Having a low training loss but high validation loss does not necessarily mean that your model is already overfitting. This is a point of confusion for most of us when starting out and trying to understand these ideas.
As mentioned in the book; when the validation set accuracy stops getting better, and instead goes in the opposite direction and gets worse, that is when you can start thinking that the model is starting to memorize the training set rather than generalize, and has started to overfit.
Taken straight from the book, Chapter 1 :
In other words, as you progress further on the training, once the validation loss starts getting consistently worse than what it was before, (and hence meaning that it’s not able to generalize as well to unseen data, while getting better on training data) then the model has started to overfit.
Not to be taken as an exact example, but I’ve tried to quickly sketch out what this could mean in practice.
The save() method is intended to be used during the traning process, for eg. after you’ve run some training and would like to save your work, so that you can resume later. Say your model is 98% accurate, and you’ve worked enough on it today. You can save('awesome-model') this, and then load('awesome-model') it back at a later time/tomorrow to the same notebook without re-training everything. Very handy for saving a good model so you can come back to it later !
On the other hand, the export() method is intended to be used for inference/deployment purposes, for eg. when you’re all done with training and want to export the necessary bits to be able to use it in another project/script/production etc. purposes. You’ve already seen this used for inference in the Gradio projects we’ve been working on.
I’m not sure if fastai has a built-in function to list all the models available. If somebody’s aware of such a function, please do share it.
One way to figure this out is to browse the source and see what’s supported in the codebase.
Now, you can import this in your notebook, play around and see what’s actually provided by the all.py module. This gives you a good starting point to see what’s provided right away.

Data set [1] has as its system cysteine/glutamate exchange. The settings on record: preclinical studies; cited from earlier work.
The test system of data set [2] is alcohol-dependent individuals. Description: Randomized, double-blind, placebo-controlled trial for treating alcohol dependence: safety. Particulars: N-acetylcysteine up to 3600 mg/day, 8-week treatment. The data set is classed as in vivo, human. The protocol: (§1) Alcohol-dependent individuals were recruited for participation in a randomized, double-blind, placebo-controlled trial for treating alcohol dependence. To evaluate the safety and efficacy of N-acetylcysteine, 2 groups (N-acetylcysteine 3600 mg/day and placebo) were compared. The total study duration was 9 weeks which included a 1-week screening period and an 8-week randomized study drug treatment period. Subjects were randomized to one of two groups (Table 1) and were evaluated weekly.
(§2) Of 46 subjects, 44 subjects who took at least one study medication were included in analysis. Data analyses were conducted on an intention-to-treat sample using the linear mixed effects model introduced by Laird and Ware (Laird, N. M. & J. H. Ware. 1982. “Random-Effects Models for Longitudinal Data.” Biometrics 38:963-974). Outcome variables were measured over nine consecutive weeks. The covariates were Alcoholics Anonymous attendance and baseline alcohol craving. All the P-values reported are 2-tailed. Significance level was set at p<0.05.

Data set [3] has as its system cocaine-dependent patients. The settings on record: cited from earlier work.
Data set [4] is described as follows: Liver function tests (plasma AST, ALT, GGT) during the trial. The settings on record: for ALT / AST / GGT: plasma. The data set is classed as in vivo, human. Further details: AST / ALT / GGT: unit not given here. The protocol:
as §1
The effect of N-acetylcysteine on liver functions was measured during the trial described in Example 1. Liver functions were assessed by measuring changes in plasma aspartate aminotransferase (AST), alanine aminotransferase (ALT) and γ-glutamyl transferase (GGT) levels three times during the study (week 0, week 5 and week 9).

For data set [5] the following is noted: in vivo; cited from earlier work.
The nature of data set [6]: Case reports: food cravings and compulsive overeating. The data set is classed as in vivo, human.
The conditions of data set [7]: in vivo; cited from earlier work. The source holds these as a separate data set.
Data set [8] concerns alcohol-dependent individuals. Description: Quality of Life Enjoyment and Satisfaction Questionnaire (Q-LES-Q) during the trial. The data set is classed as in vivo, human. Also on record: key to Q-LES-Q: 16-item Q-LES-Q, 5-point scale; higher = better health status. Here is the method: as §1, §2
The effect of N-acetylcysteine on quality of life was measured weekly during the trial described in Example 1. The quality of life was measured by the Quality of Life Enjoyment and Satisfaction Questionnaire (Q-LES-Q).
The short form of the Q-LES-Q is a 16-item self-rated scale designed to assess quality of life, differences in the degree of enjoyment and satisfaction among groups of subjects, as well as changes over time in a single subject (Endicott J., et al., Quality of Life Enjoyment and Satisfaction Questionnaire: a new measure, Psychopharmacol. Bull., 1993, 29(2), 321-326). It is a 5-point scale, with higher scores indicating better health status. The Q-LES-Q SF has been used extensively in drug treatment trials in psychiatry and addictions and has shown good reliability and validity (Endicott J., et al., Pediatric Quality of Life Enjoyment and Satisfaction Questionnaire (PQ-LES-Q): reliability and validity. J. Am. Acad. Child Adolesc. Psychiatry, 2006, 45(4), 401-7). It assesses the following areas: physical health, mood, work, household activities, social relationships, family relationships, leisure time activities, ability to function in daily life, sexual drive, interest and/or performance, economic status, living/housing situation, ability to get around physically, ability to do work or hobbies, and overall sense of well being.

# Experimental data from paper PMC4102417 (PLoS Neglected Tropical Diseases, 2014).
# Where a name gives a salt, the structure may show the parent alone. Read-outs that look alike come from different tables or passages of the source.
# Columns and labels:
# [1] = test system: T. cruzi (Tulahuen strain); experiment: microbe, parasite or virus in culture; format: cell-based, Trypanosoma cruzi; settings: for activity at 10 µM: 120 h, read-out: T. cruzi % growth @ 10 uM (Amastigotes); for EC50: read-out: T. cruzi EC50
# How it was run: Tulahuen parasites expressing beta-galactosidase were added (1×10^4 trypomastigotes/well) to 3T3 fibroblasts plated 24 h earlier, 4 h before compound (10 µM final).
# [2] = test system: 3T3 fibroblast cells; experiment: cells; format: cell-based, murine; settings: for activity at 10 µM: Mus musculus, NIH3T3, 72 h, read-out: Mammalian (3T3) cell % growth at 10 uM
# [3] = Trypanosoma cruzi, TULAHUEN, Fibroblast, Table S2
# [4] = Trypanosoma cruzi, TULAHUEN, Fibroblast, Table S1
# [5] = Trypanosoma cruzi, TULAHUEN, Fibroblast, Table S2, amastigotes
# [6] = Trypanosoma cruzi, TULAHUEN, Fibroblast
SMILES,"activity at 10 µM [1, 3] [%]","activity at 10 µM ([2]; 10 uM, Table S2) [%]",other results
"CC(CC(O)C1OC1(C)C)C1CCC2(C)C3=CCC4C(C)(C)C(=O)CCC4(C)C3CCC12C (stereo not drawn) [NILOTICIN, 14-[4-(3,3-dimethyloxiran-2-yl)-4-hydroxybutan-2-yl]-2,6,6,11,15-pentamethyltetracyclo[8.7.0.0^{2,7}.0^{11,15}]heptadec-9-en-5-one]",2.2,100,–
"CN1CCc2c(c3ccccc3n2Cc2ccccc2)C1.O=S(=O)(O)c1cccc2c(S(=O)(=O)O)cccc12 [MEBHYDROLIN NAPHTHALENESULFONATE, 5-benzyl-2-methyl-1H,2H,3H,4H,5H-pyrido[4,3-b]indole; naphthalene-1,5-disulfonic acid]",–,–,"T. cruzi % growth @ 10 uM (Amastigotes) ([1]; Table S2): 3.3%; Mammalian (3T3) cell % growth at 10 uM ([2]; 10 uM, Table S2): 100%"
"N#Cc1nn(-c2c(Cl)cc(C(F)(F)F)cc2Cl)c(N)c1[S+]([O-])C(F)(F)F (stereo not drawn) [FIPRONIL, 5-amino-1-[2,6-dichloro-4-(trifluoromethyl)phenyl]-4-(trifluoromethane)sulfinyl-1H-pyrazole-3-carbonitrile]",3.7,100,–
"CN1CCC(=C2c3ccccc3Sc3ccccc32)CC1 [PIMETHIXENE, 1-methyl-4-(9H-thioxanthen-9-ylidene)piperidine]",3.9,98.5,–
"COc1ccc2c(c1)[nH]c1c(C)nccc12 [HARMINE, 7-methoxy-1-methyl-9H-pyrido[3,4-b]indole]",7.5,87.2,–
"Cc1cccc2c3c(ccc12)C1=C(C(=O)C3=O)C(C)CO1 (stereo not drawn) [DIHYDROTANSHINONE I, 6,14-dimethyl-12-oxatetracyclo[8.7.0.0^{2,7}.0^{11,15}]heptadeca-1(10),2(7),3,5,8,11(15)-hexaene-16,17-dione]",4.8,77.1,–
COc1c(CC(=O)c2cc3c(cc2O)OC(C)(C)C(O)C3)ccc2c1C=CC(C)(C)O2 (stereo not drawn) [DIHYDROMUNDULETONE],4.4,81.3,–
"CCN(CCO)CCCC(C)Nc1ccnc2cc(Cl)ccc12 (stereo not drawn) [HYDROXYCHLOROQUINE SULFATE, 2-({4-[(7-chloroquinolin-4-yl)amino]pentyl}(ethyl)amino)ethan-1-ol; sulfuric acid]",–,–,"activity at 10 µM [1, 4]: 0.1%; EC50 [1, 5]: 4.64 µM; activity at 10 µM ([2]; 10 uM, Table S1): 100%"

import fastai.vision.models.all as fastai_vision_models
If you prefer slightly more cleaned up list, this is another quick one.
import fastai.vision.models.all as fastai_vision_models
models = inspect.getmembers(fastai_vision_models,
lambda x: inspect.isclass(x) or inspect.isfunction(x))
print([m for m in models])
Now, this will only list the models provided by fastai directly.
In the coming chapters, Jeremy will also most likely share more info on integrating another library called timm which has a lot more pre-trained models available.
that I started to work through, but they are distracting me from finishing my current task to do the app-export from kaggle. Its not clear how the github focus of these tutorials interacts with kaggle, i.e. mainly getting settings.ini into the correct file location, and then if any fields need kaggle specific values.
I think Jeremy might be using a screen multiplexing program like tmux or screen here. It’s a linux utility program that lets your run multiple sessions from the same terminal window and you can detach from it (if you’re logged in remotely) and your session will keep running on the machine you logged into (and started the tmux session on)
Thanks for the info! I was wondering if you had any advice on methods I could use for reducing my error rate for my problem. It was still quite high at ~.26 even after I unfroze and did 15 more epochs. While it was still training, it did so very slowly. I tried more images and will try a deeper architecture today (resnet18 vs resnet50).
This may sound like a roundabout way of doing this, but if you have a local install of fastai/nbdev you could probably export it out of kaggle, load into your local jupyter and do the nbdev export there. I checked my local install and it seems to have a barebones settings.ini file. I think it gets auto-generated when nbdev is installed.
It seems Colab has the same issue. I created a new notebook here to test it. I adjusted cells to make it easier to test both ways.
btw, I made an interesting discovery, that I’d like to confirm… I had assumed when notebook2script() ran, it parsed the whole text of the notebook top to bottom. However I see that executing an “#|export” cell several times, “a=2” gets doubled up in the generated file like this…
# AUTOGENERATED! DO NOT EDIT! File to edit: . (unless otherwise specified).
__all__ = ['a', 'a', 'a']
So “#|export” must be appending to a cache which “%notebook -e testnbdev.ipynb” pulls from. More to dig into there, but I’ll park it for now.
One naive first impression… given that all the other generation-meta-cmds start with “#|” , calling a normal function “notebook2script()” to read a file from disk to write “app.py” to disk breaks the paradigm. I feel its missing a “#!generate” cell, that would read from the “#|export” cache, to directly write “app.py”.
No, it’s because of the weird way we have to hack this to make in work in colab and kaggle, which is to use the %notebook magic. That saves a copy of every cell that has been run, in the order it’s run. That’s why you should just run once from top to bottom when doing this. Here’s the docs for %notebook.
Having said that, I recommend using your local machine for stuff like this - i.e when you’re not actually training a model - as I showed in the lesson. Then you don’t have to deal with any of this messiness. Or at least use a “real” notebook, like Paperspace or Sagemaker Studio Lab, rather than Colab or Kaggle.
tl;dr: Use Colab or Kaggle for free model training, but not for developing scripts/apps.